How to Handle the Big Moving Day

Part 4 in a 5 part moving series by Laura Gee, www.USstoragesearch.com Storage and Organization Contributor

First things first, the big day is going to get on your nerves no matter what. Accept that upfront and realize it is okay to feel overwhelmed at moments, but also accept that you are prepared and can handle anything! Hopefully you’ve packed and planned well and are all ready go. This day is exciting and a million and one things are happening, but you can handle it. There are a few things you can do to help this day go a little better.

I’m not a morning person IN THE SLIGHTEST, but I do know that the earlier you get going on your moving day, the better. We’ve always had whoever was going to help us move come as early in the day as possible. One of the main reasons is that the temperatures are so much cooler in the morning than they are in the afternoon. Take advantage of the cooler hours of the day. I recommend 6 a.m. as start time. It’s painful for me to get up and be ready by then, but I’m always thankful in the afternoons that the worst of the move is over before that hot sun is so high in the sky.

Be packed & ready when moving help arrives

Have all of your boxes packed and be ready to go when people arrive to help you move.

When you do kick off your day (and hopefully it is early in the morning) make sure you are ready to get going when the people who are helping you move arrive. People don’t want to help you pack boxes or wait around for you to make decisions. Be as ready as possibe to load the moving vehicles when they pull up. My parents drilled this rule into me when I was moving out of my college dorm rooms. The rule worked though. My moves always went much faster and easier than some of my classmates who still had books on shelves and stuff hung on the walls.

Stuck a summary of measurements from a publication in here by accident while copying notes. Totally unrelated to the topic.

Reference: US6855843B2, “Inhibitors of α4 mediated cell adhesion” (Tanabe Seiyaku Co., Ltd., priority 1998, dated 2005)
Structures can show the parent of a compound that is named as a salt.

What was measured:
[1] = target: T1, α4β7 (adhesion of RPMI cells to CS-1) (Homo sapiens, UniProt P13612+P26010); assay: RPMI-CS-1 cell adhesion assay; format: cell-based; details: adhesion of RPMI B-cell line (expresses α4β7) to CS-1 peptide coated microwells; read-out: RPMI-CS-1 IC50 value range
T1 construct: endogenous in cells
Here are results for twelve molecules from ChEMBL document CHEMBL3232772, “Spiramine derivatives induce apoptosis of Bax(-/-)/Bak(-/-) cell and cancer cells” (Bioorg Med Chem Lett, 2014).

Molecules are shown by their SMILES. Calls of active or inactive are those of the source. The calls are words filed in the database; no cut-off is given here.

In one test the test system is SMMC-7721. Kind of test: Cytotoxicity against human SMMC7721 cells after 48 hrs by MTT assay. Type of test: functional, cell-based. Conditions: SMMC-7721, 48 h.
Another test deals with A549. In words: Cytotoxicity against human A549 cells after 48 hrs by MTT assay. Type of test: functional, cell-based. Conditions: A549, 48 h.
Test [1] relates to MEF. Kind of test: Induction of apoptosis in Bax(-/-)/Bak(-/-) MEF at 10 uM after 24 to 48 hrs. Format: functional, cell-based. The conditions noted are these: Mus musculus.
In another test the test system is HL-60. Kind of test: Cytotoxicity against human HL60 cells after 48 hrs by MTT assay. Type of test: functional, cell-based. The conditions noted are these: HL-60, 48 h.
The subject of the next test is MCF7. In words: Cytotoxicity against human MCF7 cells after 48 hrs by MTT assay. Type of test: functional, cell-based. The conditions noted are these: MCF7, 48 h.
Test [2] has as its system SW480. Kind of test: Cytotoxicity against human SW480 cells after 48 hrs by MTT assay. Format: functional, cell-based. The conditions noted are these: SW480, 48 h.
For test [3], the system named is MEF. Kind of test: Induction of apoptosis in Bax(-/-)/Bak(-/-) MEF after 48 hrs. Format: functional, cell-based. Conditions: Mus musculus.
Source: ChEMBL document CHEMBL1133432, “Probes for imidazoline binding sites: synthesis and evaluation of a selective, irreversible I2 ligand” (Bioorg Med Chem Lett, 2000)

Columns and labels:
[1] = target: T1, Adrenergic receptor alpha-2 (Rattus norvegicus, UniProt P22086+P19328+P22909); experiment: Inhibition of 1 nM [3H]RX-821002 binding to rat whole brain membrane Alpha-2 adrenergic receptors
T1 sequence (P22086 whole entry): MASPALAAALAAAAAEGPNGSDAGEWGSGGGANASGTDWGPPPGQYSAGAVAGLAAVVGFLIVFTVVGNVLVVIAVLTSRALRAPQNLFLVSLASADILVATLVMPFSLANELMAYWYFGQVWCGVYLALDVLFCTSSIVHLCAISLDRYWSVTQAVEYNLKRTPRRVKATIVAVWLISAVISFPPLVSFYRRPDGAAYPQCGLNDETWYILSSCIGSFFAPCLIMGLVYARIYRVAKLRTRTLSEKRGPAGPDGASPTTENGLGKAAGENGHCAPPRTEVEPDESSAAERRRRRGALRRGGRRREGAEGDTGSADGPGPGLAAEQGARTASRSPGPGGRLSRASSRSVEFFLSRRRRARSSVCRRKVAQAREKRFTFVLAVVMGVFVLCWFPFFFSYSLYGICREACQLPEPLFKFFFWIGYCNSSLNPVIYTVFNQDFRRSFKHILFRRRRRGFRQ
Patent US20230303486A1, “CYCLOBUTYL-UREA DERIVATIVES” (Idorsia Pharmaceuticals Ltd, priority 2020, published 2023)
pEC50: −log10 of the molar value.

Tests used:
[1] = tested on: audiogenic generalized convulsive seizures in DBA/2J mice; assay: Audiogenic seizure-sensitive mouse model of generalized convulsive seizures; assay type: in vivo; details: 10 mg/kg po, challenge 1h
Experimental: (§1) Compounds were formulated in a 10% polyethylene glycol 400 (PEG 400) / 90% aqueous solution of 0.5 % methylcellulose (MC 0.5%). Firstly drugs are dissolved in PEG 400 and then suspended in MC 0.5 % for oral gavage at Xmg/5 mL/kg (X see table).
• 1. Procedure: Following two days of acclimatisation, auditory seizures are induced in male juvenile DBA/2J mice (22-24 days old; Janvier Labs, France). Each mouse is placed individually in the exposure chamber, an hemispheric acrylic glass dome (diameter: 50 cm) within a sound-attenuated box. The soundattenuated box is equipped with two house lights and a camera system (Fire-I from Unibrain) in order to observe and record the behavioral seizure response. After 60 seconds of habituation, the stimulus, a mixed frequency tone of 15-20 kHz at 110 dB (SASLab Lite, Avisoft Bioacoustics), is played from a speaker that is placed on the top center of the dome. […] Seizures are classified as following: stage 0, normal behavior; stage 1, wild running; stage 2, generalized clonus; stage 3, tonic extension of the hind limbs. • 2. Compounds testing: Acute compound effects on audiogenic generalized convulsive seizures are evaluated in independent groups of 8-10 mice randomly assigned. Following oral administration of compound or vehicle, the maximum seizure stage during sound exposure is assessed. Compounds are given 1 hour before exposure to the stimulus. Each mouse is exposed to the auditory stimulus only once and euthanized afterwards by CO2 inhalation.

Keep your “great big bag of everything” nearby as well as your cell phone and your keys. Never let your keys out of your sight. It is quite easy for a set of keys to fall off of a table and into a box which is then shoved into a trunk of a car and not to be seen for hours. Am I’m speaking from experience, perhaps…so take my word for it—don’t lose your keys or your phone.

Have a plan in place for your kiddos and your pets. My last movers told me horrible stories about frightened cats that get packed into moving boxes or dogs that bolt down the street due to all of the commotion. I’ve kept my dog in the backyard before and told people not to mess with her. (She’s a sensitive one.) Most people I’ve met have put their pets in a guest bathroom and labeled the door “do not enter…animals inside” or something similar. For your kids, I’d recommend them going to a friend’s house for the day or having a trusted friend hang around for the sole purpose of watching your kids. Having your kids and pets taken care of will give you a little peace of mind when there is so much chaos going around.

Look After Pets During Your Move

Make sure your pets are looked after during the move because animals can easily become frightened during all of the commotion.

Be flexible and ready to me decisions on the spot. People will expect answers to their questions, so go with your gut and give them answers. Things can always be moved around later or fixed, so just give them an answer and go with. This is especially true when it comes to furniture placement. Hopefully you already have a plan in place for furniture, but if not, go with your gut. Couches are heavy.

Lastly, I say to take care of your moving crew. It doesn’t matter if they are friends, family or hired—you should set up refreshments for them and make sure they are well taken care of. I recommend having a disposable cooler full of beverages on hand all day. Be prepared to feed people as well. Have some snacks around and provide any meals that occur during your moving day. Bagels and fruit are perfect for breakfast, giant subs are great for lunch and of course pizza is a classic go-to meal. On hot days, have a portable fan set up and a tent for shade. You don’t want anybody getting sick while helping you out. I’m sure people will appreciate it more than you think.

Again, that’s a lot of information to be thrown at you, but just trust me! All of this is helpful and will pay off. A lot of thinking, communicating, and planning goes into a move and you need to go with the flow. I’m not so much a “go with the flow” kind of person, so all of this planning helps. I’ve had repeat helpers with my many moves, so I’ve decided to take that as a compliment that many planning has made a daunting task of moving a little more bearable.

 

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